Sometimes, the art of great poetry lies in its oblique qualities. This is something that biopic/art house flick/historical expose Howl struggles to come to terms with over a brief 80 minute running time -after all, who wants Howl, one of the seminal poems of the 1950s, explained objectively?
Submarine manages a kind of miraculous balancing act: it’s cynical without being nasty; wistful without being sickly; and funny without being juvenile. As much a product of director Richard Ayoade as it is an adaptation of Joe Dunthorne’s novel, the film’s vibrant, cine-literate, fourth-wall-breaking verve brilliantly captures the sense of how we as people valiantly attempt to impose a cinematic outlook on our day-to-day lives, before unveiling the poignant moment that comes when we realise our lives don’t march to the whir of a Super Eight camera.
‘I once had a girl … Or should I say, she once had me…’ The Beatles hit Norwegian Wood remains as powerfully ambiguous as ever, and now the Japanese film of the same name, taken from a novel which uses the song as a dramatic device, takes on its own cryptic essence. Recommended to all those who desire to be challenged by enticing, baffling world cinema, what Norwegian Wood loses in warmth and compassion it makes up for in complexity. Consistently interesting, unusual and unpredictable, those who are averse to atmospheric subtext over clearly delineated emotional logic are advised to steer clear.
Felicity Jones, star of snow-boarding romantic comedy, Chalet Girl, is anything but a chilly presence. In fact she’s an absolute delight, holding a predictably fluffy, though perfectly enjoyable, project together with sheer verve and star-making pizazz. Even if the film is little more than a spring-board project designed to launch Jones onto bigger and better things, the filmmakers deserve plaudits for taking the plunge and casting her in the lead -a gamble that more than pays off. She carries the pressure of the film on her shoulders beautifully, and come the end, there’s nowhere else we’d rather be than firmly on her side.
She plays former skateboarding champion Kim, who lost her confidence in a road accident that killed her mother. Grabbing the opportunity to work for some posh toffs at a chalet in the Austrian Alps, she leaves ill-domesticated dad Bill Bailey (a nicely sympathetic role) at home and hits the slopes. And that’s not the only thing she hits on when she eyes up the son of her moneyed client, Ed Westwick. Throw in the obligatory battle with the inner demons (will Kim make a success of herself in the snowboarding championships?), and you have the classic Cinderella tale.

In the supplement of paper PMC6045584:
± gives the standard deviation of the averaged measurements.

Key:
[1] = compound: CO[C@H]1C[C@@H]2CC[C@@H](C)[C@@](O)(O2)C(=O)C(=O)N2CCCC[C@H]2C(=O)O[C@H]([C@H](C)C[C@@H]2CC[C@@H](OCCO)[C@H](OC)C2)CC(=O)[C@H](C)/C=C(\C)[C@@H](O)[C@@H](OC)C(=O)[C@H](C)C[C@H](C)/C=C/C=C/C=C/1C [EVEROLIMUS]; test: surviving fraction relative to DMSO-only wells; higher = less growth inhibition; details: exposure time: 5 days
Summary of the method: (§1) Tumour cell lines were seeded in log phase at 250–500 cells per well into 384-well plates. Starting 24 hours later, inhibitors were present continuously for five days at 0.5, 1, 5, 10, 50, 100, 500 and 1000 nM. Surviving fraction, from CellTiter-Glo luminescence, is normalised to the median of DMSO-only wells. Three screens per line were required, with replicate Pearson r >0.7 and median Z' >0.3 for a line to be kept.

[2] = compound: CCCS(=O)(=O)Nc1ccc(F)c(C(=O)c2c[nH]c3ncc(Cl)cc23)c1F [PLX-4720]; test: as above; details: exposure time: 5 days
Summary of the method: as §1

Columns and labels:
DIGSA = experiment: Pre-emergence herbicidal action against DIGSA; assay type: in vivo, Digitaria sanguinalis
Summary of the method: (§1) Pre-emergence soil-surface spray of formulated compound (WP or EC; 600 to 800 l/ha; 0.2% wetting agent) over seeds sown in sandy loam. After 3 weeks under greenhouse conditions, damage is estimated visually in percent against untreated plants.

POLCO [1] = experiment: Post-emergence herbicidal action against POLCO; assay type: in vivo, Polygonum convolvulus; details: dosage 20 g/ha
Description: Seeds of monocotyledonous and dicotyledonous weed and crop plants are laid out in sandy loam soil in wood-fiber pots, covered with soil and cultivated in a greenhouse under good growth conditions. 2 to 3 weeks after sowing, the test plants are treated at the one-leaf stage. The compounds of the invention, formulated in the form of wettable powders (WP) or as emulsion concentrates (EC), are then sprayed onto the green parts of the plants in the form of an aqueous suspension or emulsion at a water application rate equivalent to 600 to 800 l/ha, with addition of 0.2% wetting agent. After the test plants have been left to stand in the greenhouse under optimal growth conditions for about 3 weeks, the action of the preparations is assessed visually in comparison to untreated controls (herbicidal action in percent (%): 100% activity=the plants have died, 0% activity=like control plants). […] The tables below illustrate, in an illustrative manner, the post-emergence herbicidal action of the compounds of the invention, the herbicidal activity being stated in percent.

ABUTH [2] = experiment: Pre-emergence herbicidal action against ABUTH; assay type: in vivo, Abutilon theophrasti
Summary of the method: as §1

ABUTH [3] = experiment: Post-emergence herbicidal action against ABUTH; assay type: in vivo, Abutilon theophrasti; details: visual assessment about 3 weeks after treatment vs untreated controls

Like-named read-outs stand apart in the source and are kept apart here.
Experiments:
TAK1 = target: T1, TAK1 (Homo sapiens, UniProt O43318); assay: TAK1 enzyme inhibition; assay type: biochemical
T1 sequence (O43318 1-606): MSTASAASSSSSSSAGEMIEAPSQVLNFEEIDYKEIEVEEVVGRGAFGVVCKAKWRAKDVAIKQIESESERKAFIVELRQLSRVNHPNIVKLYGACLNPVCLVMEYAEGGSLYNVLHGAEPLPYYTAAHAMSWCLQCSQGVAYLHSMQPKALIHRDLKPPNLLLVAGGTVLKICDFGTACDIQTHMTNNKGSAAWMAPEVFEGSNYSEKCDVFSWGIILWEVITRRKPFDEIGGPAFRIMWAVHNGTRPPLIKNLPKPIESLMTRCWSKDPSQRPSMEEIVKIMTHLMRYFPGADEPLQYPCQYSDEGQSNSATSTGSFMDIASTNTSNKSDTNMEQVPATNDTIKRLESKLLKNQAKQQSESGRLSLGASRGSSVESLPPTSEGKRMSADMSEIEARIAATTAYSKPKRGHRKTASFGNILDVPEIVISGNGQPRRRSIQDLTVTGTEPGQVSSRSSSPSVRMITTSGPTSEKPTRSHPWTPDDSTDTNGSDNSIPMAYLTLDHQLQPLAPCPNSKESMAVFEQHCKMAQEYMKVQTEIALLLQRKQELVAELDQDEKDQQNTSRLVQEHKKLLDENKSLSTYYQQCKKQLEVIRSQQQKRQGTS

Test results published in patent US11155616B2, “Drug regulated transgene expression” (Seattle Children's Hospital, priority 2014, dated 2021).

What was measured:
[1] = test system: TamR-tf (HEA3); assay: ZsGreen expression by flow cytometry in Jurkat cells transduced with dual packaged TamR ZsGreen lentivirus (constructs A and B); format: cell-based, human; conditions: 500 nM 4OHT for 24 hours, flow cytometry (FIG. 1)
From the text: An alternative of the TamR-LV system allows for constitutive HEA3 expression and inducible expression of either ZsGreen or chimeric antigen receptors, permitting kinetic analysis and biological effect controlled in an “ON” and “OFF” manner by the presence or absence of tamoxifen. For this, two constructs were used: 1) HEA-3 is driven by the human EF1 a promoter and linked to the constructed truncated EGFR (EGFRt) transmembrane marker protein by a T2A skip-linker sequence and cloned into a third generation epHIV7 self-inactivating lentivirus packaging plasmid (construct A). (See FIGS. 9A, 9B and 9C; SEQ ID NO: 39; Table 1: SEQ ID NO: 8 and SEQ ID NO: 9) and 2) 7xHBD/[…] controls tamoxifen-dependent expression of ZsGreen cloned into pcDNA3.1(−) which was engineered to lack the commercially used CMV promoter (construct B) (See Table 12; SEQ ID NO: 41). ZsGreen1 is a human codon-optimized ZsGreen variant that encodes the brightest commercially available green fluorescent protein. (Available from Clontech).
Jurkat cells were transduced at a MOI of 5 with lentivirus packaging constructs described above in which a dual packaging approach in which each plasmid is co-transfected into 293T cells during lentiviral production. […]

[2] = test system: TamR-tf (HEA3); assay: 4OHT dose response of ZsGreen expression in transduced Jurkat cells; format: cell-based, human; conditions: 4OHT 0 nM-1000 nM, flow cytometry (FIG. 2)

It’s never less than perfectly watchable though, and is given a lease of life by some nice sparky chemistry between Jones and Westwick, not to mention some well-observed supporting turns (as the dad on the other side of the financial ladder, Bill Nighy is refreshingly non-snooty). Tamsin Egerton as the upper crust chalet girl who’s the ying to Jones’ yang is fine in a stereotypical role; Brooke Shields on the other hand barely registers as the mother disapproving of the cliched fairy-tale union.
But it’s hard to quibble with such a meringue, especially given Jones’ immensely likeable performance (lovely to see a sympathetic central role for a change), not to mention luscious Alpine lensing that makes you want to get out in the mountain air. Credit to director Phil Traill and editor Robin Sales too for actually making the snow-boarding sequences entertaining too -in other words, watchable without stooping to the dreaded jittery editing. It may fade from memory as quickly as last year’s snow-melt but Chalet Girl proves there’s something to be said for charming, unpretentious, uncynical viewing.
Drive Angry is the very definition of a guilty pleasure and benefits from an enjoyably oddball streak of gallows humour. As oddball as star Nicholas Cage’s hair. In fact, Cage’s very casting -that strange, droning, monolithic presence catastrophic to some productions and invaluable to others -seems itself to be a tongue in cheek move, but one wishes the limelight was taken by co-star William Fichtner, stealing scenes right to the very end.
Rango is a sheer joy from start to finish and allows director Gore Verbinski to put the bloated monstrosities that were the Pirates of the Caribbean sequels behind him. It actually hearkens back to his more innocent work on Mouse Hunt, although, as with many animated films of late, it may only be a kids movie on the surface. Dig deeper beneath the child-friendly, madcap visuals and one finds that John Logan’s sharp script is possessed of a rare literacy and intelligence. And that intelligence extends to more than just a few pot-shots at Sergio Leone’s Spaghetti Westerns (brilliant though they are).
The King’s Speech, Tom Hooper’s dramatization of King George VI’s battle with a stammer, and the Australian speech therapist who helped cure him of it, has garnered universal acclaim -and deservedly so. Now crowned with four Oscars, it boasts terrific, pitch-perfect performances from Colin Firth as the King, Geoffery Rush as Lionel Logue and Helena Bonham Carter as Queen Elizabeth.
This film is artificial. Cheap and tacky like the magazines and images sold from behind the counter at the news agent where our anti-hero Mark (Karlheinz BÃ¶hm) has a second job taking erotic pictures. There is nothing here that is real. From the characters cobbled together psychology, to the technicolor palette, to the supposedly real footage filmed from Mark’s psychotic camera. Even the setting seems strange. It is geographically London, but beyond that it is nowhere, a false imagining of an unreal world. If this is the world that my parents inhabited then District 9 will happen tomorrow.